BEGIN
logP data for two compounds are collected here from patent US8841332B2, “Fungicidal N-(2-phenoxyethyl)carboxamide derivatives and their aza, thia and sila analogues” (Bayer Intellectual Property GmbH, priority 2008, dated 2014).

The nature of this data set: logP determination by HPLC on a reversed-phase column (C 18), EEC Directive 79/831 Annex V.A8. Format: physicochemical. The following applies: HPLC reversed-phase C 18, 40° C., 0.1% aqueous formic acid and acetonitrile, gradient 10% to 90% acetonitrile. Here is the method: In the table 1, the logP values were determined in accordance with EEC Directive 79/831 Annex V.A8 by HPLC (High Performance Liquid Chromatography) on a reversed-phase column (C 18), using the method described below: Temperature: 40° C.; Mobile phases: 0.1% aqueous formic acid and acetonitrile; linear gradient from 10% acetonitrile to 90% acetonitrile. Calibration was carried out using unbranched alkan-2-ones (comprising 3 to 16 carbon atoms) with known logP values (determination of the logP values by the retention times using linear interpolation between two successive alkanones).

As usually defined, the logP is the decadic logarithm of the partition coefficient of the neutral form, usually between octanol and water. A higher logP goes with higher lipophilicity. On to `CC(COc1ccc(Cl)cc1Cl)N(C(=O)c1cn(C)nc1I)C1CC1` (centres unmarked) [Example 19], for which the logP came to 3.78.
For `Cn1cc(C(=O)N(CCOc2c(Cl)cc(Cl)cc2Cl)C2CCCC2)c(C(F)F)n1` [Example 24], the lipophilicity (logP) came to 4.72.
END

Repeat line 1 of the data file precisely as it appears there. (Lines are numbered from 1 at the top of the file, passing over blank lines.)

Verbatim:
logP data for two compounds are collected here from patent US8841332B2, “Fungicidal N-(2-phenoxyethyl)carboxamide derivatives and their aza, thia and sila analogues” (Bayer Intellectual Property GmbH, priority 2008, dated 2014).